Nations are ideas. We try to fashion them as territories. But how can a river, a mountain ridge or sometimes an imaginary line in the middle of a field can explain the wide division in the lives, thoughts and futures of the people who live on different sides? Nations are not the people too. Indeed, people build nations and become its body. But the soul of the nation is an idea: People come together on an idea to build a nation. While that's what a modern nation is - an idea - and that way exceptionalism is not an American exception, very few nations are as completely defined by an idea as Pakistan. There was hardly any political, geographic or military rationale of Pakistan other than the idea of an Islamic homeland in South Asia. [In that way, the ideological brother of Pakistan in the family of nations is Israel] This, abated by the short term political calculations of some backroom colonialists, created a modern state which must be solely sustained on that singular idea. Religi
Today, Helen Goddard, 26, a highly popular music teacher of a City School for Girls, has been sentenced to 15 months in prison. Her crime was to carry out a year long lesbian affair with one of her pupils, who appeared in the court and admitted that the affair was consensual and it was she who pressured Helen into the affair. For Helen, a bright musician and a devout Chistian, this is an extraordinary lapse of judgement. Also, she was teaching in the £13,000 private girls only school in London. She was surely aware what the consequences of her action will be. The fact that she still could not stop herself tells us that lovers do not always act rationally, something we always knew. There is more in this affair than personal tragedies. For a start, this has all the dramatic elements: a bright, beautiful teacher more in Julia Roberts mould [as in Mona Lisa Smile], a stiff upper lip school [not unlike Wellesley] and a story like Notes On A Scandal with an added twist. Indeed, Helen was gui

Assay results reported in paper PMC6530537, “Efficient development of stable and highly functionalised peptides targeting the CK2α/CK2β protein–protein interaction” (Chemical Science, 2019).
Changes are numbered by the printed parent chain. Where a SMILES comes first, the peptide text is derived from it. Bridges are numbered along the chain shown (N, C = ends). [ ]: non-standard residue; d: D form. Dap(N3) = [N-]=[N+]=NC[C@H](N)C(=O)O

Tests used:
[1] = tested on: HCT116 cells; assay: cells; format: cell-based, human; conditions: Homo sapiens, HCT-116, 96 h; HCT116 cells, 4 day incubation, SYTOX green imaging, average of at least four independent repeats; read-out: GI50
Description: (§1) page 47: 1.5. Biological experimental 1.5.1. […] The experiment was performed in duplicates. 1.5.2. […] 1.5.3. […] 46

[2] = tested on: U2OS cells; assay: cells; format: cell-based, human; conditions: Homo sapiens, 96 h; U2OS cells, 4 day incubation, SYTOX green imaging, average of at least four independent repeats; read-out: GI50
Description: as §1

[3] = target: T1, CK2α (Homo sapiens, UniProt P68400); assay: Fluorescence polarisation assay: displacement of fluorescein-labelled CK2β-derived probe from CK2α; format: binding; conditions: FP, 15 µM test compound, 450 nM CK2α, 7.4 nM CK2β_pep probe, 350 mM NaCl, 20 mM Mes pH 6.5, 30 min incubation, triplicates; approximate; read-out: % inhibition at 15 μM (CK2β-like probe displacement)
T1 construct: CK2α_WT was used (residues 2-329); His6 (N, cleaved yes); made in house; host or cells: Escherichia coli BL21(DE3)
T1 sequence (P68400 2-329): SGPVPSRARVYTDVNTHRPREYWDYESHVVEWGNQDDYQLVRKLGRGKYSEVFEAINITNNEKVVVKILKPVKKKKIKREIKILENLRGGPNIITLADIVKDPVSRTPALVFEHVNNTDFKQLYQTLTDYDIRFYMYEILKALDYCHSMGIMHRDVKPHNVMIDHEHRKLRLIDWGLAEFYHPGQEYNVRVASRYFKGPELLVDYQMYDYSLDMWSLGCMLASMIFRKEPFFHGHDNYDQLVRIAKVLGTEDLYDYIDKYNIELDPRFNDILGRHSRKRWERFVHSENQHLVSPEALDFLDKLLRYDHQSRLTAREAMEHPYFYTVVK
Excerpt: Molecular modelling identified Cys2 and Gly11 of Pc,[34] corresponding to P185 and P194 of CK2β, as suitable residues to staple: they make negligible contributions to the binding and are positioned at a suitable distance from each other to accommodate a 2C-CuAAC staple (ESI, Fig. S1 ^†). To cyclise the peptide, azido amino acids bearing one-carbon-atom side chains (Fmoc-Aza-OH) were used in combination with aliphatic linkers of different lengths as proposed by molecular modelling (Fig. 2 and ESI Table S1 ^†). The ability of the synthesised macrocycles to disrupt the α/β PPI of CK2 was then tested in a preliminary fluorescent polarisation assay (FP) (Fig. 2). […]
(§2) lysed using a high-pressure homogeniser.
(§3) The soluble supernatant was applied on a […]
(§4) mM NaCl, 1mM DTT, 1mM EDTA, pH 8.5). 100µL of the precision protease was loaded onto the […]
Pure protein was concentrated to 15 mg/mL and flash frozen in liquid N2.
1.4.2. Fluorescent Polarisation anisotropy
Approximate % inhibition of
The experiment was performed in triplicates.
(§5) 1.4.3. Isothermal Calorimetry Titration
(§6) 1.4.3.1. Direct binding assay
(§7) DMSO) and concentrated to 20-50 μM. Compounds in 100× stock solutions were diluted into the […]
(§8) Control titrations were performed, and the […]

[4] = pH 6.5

Introduction : The Business of Gift Giving Business gift giving has always been common and contentious at the same time. Business gifts are usually seen as an ‘advertising, sales promotion and marketing communication medium’ (Cooper et al , 1991). Arunthanes et al (1994) points out that such gifting is practised usually for three reasons: (a) in appreciation for past client relationships, placing a new order, referrals to other clients, etc.; (b) in the hopes of creating a positive, first impression which might help to establish an initial business relationship; and (c) giving may be perceived as a quid Pro quo (i.e. returning a favour or expecting a favour in return for something). The practitioners of gift-giving generally argue that doing business is often an aggregation of personal interactions and relationships, and gift-giving should be seen as a natural way of maintaining and enhancing these relationships. ‘Business gifts, especially one given in the course of the festive s